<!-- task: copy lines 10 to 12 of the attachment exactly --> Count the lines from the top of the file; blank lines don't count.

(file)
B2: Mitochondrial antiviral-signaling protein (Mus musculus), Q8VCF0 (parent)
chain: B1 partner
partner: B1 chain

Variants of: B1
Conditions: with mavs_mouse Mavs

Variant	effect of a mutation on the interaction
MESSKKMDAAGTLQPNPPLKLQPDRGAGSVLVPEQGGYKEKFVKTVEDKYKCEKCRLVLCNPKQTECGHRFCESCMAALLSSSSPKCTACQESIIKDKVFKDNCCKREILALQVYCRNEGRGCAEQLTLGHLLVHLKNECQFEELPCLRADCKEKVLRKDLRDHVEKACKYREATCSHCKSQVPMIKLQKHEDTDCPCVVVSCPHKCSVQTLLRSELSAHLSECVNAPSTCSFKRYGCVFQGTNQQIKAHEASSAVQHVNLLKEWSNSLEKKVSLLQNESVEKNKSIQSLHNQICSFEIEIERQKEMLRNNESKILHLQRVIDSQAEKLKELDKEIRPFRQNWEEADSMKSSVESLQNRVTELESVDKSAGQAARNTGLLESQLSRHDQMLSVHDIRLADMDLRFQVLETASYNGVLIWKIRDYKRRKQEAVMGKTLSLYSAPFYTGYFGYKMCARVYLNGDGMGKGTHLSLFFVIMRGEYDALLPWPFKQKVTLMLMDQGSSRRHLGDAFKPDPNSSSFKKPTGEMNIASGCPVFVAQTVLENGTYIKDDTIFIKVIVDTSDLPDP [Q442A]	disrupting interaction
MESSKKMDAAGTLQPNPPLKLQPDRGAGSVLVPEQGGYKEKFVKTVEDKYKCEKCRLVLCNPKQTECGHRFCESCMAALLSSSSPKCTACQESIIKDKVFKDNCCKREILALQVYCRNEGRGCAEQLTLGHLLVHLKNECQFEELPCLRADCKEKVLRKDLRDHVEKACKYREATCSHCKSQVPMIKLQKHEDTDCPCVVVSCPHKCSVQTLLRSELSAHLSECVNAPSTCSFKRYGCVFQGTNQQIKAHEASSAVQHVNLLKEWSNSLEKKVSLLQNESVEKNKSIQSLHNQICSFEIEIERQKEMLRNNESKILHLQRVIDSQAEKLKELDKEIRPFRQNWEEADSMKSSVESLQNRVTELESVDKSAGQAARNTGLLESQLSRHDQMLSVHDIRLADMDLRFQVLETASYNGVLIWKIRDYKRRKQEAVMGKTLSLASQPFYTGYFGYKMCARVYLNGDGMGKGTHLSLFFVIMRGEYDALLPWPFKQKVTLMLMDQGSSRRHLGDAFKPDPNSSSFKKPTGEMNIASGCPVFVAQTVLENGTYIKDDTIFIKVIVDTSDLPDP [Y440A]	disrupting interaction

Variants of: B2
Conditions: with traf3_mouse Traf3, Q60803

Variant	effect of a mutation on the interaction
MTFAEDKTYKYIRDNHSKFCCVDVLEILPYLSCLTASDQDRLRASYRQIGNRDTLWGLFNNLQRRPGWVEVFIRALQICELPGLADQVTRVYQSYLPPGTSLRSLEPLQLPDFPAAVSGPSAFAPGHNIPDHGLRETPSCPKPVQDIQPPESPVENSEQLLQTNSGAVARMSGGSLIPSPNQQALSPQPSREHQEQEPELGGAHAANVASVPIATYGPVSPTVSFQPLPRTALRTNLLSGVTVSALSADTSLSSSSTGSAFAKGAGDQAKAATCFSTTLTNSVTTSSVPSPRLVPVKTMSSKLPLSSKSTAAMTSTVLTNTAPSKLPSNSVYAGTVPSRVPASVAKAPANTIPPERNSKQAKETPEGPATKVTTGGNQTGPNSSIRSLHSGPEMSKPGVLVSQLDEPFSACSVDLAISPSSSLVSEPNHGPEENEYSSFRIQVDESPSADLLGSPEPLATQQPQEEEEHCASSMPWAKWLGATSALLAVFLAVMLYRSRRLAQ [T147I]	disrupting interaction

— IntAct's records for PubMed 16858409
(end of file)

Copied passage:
Conditions: with traf3_mouse Traf3, Q60803

Variant	effect of a mutation on the interaction
MTFAEDKTYKYIRDNHSKFCCVDVLEILPYLSCLTASDQDRLRASYRQIGNRDTLWGLFNNLQRRPGWVEVFIRALQICELPGLADQVTRVYQSYLPPGTSLRSLEPLQLPDFPAAVSGPSAFAPGHNIPDHGLRETPSCPKPVQDIQPPESPVENSEQLLQTNSGAVARMSGGSLIPSPNQQALSPQPSREHQEQEPELGGAHAANVASVPIATYGPVSPTVSFQPLPRTALRTNLLSGVTVSALSADTSLSSSSTGSAFAKGAGDQAKAATCFSTTLTNSVTTSSVPSPRLVPVKTMSSKLPLSSKSTAAMTSTVLTNTAPSKLPSNSVYAGTVPSRVPASVAKAPANTIPPERNSKQAKETPEGPATKVTTGGNQTGPNSSIRSLHSGPEMSKPGVLVSQLDEPFSACSVDLAISPSSSLVSEPNHGPEENEYSSFRIQVDESPSADLLGSPEPLATQQPQEEEEHCASSMPWAKWLGATSALLAVFLAVMLYRSRRLAQ [T147I]	disrupting interaction